In U.S. v. Langford, No. 10-11076 (Aug. 5, 2011), the Court (Marcus, Anderson, Mills b.d.) affirmed the convictions of a former Jefferson County, Alabama County Commissioner, and Mayor of Birmingham.
The Court rejected challenges to the sufficiency of the evidence supporting convictions of using the mail and wires to deprive the public of honest services. The Court found that Langford accepted bribes, which he did not disclose, and used the mails and wires to execute his scheme.
The Court also rejected a challenge to the district court’s refusal to redact the reference to Langford’s “gambling winnings” in his tax returns, noting, inter alia, that one might draw an inference that he was a law-abiding citizen from his dutiful report of these winnings.
The Court also rejected the argument that business records should not have been admitted, because the bank custodian had no personal knowledge of the documents. It sufficed that the custodian could testify that the documents were kept in the regular course of business.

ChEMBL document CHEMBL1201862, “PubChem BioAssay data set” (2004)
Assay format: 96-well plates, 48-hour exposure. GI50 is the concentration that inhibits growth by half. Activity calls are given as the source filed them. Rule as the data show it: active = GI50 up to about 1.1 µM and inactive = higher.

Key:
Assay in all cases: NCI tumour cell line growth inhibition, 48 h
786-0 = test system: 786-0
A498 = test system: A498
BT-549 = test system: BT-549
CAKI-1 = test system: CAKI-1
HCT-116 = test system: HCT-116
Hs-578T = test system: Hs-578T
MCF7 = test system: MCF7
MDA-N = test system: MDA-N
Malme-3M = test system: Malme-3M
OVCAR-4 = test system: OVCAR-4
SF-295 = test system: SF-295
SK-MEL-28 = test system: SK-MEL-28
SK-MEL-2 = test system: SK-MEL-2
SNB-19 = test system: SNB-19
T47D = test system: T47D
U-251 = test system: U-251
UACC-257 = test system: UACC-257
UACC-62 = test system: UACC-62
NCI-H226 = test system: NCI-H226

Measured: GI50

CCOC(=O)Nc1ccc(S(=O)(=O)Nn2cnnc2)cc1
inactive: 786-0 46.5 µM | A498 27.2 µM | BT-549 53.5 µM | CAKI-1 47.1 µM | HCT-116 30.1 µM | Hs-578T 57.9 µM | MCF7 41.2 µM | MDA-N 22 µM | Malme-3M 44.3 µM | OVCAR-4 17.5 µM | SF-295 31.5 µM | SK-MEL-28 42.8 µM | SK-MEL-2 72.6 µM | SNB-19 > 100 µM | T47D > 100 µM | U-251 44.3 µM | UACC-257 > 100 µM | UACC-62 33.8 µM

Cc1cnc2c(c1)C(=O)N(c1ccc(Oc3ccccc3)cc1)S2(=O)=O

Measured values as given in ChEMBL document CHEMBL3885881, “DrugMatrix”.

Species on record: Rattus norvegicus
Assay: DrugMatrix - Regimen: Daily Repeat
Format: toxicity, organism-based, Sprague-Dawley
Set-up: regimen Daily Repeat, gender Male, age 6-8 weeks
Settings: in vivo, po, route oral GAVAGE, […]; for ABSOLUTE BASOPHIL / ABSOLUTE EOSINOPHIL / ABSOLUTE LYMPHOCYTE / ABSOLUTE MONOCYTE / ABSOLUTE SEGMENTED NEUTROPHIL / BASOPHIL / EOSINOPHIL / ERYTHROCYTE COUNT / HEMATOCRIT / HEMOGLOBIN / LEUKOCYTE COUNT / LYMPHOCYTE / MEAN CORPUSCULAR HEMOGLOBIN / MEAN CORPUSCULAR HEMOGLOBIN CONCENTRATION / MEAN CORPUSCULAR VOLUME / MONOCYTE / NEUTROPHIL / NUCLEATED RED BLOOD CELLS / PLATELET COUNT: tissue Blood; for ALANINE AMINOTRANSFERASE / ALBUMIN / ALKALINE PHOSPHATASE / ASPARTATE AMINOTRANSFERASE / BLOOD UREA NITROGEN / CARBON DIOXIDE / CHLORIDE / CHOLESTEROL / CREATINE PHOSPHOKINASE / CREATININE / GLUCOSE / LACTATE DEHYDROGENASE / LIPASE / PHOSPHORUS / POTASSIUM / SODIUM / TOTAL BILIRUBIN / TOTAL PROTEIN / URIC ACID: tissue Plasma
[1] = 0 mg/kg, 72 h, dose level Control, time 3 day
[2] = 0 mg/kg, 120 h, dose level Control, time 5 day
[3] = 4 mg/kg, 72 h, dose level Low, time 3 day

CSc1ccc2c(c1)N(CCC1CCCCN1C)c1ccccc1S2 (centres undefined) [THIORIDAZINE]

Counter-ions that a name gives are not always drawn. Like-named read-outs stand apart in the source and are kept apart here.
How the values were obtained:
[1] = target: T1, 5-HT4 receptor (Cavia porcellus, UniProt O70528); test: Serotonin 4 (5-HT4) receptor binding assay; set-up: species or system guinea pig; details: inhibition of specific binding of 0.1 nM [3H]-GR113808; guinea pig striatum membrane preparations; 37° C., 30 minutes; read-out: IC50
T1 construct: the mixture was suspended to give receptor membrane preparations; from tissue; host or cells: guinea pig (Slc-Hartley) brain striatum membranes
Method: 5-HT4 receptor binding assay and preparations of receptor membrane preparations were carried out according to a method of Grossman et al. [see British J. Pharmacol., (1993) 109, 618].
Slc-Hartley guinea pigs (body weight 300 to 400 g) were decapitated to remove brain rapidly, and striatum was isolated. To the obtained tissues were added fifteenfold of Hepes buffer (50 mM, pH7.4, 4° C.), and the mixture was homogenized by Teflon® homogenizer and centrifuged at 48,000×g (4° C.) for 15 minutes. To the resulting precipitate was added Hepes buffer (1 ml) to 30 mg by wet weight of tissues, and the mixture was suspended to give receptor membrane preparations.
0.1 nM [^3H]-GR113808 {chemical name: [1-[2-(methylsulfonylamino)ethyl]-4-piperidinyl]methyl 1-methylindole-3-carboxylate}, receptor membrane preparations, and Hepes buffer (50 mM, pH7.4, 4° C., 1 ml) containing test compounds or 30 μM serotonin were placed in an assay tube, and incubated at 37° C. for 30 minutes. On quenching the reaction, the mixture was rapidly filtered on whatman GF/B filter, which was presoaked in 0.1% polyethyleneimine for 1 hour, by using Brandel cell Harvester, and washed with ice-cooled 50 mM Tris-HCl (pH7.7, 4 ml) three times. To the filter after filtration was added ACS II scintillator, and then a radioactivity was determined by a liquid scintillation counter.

The Court further rejected Langford’s challenge to the district court’s denial of his request for a change of venue. The Court noted that the trial occurred in Tuscaloosa, not in Birmingham or Jefferson County. The Court found no evidence of “rampant pretrial publicity.”